The world’s first mobile metabolism tracker measures an individual’s metabolism through breathing. The Tempe-based company tracks one’s metabolism over time and integrates with weight, activity and dieting goals to provide customized feedback on reaching weight goals.

Scott Seckel

Reporter , ASU News

POSTPONED — Ethics and international relations scholar to speak about Islam, humanitarian intervention at ASU

March 8, 2016

Editor's note: Due to family reasons professor Sohail Hashmi is unable to come to Tempe at this time. His visit has been postponed to a date to be determined later; an announcement will be made as soon as it has been rescheduled. The Center for the Study of Religion and Conflict apologizes for any inconvenience and thanks you for your continued support of our events.

The humanitarian crisis in Syria and neighboring states raises urgent questions about the responsibility of the international community — particularly the U.S. — to intervene to relieve human suffering.

As in Somalia, Bosnia, Kosovo and Libya, the use of military force for humanitarian purposes occupies a central place in that conversation. But in the wake of Western-led military actions in Afghanistan, Iraq and Libya, the debate over intervening in Muslim-majority countries is deeply contentious, and the implications are grave.

Sohail Hashmi, Alumnae Foundation Chair and professor of international relations at Mount Holyoke College, will address these issues in a free public lecture titled, “Is There an Islamic Ethic of Humanitarian Intervention?”

The lecture will be held at noon, Wednesday, March 16, at the Center for the Study of Religion and Conflict in West Hall, room 135, on ASU’s Tempe campus.

As a specialist in religion and politics, Western and Islamic moral and political philosophy, and Middle East politics, Hashmi is particularly concerned with the religious and ethical implications of humanitarian and foreign intervention.

“In such crises, what response does Islamic ethics require from Muslim states and peoples?” asks Hashmi.

And within a secular framework of contested international norms for humanitarian intervention, he further inquires, “What is the place for religious conceptions of human rights and responsibilities?”

The field of ethics and international relations developed in the 1980s and 1990s, and Hashmi was among the earliest scholars to take up the challenge of humanitarian military intervention.

“Sohail Hashmi brings a crucial, often ignored perspective to the discussion of humanitarianism, especially relevant to the Syrian Civil War and refugee crisis we are witnessing today,” said John Carlson, acting director of the Center for the Study of Religion and Conflict and associate professor of religious studies.

“His work is particularly important for understanding how Islamic ethics provides guidance not only to Muslims, but also to non-Muslims and to those nations and organizations wondering whether and how to relieve human suffering,” said Carlson.

Hashmi raises pressing ethical questions that expand and sharpen our understanding of “the human” within “humanitarianism” — the various needs, impulses, intentions and actions that make humanitarian intervention such a difficult issue, according to Carlson.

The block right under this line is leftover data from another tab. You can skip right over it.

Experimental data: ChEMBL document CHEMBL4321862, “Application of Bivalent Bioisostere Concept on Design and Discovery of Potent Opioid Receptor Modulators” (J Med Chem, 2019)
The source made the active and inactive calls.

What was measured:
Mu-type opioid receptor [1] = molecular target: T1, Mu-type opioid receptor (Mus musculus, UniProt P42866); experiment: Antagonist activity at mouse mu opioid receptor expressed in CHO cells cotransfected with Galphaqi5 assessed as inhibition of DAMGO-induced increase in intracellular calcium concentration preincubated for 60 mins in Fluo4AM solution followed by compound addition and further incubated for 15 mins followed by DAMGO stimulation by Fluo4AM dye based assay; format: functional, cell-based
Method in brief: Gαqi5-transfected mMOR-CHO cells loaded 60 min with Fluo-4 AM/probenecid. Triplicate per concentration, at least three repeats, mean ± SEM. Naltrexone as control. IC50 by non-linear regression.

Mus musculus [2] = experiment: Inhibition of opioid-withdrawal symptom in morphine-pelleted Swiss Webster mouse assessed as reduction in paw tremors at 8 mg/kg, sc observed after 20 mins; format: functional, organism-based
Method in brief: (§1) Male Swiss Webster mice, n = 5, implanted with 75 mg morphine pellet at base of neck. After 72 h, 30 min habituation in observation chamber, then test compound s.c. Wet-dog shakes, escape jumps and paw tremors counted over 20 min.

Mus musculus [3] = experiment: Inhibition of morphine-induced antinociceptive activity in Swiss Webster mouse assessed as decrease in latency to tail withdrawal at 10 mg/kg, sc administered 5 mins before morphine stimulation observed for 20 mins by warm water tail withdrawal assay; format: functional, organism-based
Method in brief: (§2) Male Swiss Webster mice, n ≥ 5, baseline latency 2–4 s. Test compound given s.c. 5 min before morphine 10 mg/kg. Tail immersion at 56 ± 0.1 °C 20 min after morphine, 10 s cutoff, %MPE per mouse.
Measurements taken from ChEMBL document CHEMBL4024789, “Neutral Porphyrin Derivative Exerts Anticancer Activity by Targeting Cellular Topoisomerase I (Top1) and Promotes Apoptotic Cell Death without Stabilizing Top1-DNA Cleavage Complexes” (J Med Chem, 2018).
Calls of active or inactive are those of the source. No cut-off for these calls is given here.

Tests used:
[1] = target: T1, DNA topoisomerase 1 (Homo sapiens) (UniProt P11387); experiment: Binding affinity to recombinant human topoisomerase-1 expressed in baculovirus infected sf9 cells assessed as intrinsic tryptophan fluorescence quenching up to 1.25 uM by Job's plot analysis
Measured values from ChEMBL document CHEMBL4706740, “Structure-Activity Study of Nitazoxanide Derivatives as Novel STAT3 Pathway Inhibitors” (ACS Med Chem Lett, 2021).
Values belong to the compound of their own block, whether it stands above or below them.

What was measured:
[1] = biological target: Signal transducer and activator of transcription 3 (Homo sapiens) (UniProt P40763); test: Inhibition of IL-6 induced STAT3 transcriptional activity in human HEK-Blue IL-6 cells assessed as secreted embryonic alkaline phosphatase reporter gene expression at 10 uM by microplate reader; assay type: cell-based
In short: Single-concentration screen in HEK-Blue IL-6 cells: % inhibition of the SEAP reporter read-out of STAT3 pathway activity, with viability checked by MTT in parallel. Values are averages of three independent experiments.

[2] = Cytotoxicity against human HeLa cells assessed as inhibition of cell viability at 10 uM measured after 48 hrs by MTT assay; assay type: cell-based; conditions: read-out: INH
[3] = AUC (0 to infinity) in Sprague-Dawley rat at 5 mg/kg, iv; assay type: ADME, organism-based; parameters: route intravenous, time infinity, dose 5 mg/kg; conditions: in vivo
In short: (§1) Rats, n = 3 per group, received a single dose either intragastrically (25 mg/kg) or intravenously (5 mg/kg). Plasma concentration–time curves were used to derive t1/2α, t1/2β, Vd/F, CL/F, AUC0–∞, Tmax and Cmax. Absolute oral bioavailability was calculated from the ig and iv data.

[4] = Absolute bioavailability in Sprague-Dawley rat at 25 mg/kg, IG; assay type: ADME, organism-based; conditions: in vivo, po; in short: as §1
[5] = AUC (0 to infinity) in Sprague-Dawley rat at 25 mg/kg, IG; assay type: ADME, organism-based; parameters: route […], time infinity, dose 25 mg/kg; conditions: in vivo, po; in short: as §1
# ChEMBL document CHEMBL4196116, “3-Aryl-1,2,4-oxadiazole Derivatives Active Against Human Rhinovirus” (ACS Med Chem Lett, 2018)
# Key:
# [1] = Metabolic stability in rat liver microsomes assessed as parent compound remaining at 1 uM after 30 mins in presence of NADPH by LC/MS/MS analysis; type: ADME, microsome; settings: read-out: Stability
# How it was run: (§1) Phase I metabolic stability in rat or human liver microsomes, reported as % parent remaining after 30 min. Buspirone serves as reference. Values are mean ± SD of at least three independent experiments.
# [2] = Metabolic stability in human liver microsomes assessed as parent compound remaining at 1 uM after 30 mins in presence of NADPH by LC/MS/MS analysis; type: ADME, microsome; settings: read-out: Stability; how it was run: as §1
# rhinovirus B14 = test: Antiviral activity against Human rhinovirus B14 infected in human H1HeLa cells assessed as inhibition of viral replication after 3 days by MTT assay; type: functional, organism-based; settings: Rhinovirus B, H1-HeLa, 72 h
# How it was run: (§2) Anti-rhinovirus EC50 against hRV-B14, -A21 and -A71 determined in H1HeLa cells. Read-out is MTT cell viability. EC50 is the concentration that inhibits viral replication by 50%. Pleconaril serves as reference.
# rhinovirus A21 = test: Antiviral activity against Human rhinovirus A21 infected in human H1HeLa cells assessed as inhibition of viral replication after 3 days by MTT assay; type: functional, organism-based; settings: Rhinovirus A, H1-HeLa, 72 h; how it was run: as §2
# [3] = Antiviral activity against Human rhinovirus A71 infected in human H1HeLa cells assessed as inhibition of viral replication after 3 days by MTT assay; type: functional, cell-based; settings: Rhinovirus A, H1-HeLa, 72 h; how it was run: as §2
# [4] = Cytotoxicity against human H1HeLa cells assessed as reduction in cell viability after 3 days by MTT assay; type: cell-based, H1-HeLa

“His work is particularly insightful for the attention he pays to the interaction among religious, secular and cultural ideas and discourses,” Carlson said.

Hashmi is author of numerous articles and the editor or co-editor of five books, including "Islamic Ethics: Civil Society, Pluralism and Conflict" (2002), which was named one of Choice magazine’s Outstanding Academic Books of 2003, "Ethics and Weapons of Mass Destruction: Religious and Secular Perspectives" (2004), and most recently, "Wars, Holy Wars, and Jihads: Christian, Jewish, and Muslim Encounters and Exchanges" (2012).

His current research focuses on Muslim responses to international law.

Hashmi holds a master’s degree in Near East studies from Princeton University and a doctoral degree in political science from Harvard University.

He is the recipient of numerous fellowships and grants — from the National Endowment for the Humanities, the Social Science Research Council and the W. Alton Jones Foundation. In 2005, he was named a Carnegie Scholar by the Carnegie Corporation of New York.

Hashmi has taught a wide variety of classes at Mount Holyoke since 1994, including International Relations and Middle East Politics; Ethics and International Relations; Political Islam; and Just War and Jihad: Comparative Ethics of War and Peace.

He also lectures frequently to audiences around the country on topics relating to Islam in world politics, and led a major NEH-funded summer institute on “American Muslims: History, Culture and Politics.”

The lecture is part of the Center for the Study of Religion and Conflict’s “Conversations at the Center” speaker series. It is one of several activities exploring issues of human rights and humanitarian intervention under the Center’s Religion and Global Citizenship initiative, funded by the Henry Luce Foundation.

For more information and to register for the lecture, see the event page.

The Center for the Study of Religion and Conflict is an interdisciplinary research unit of the College of Liberal Arts and Sciences that examines the role of religion as a driving force in human affairs. Sohail Hashmi Download Full Image

Terry Williams

Communication and events coordinatior, Center for the Study of Religion and Conflict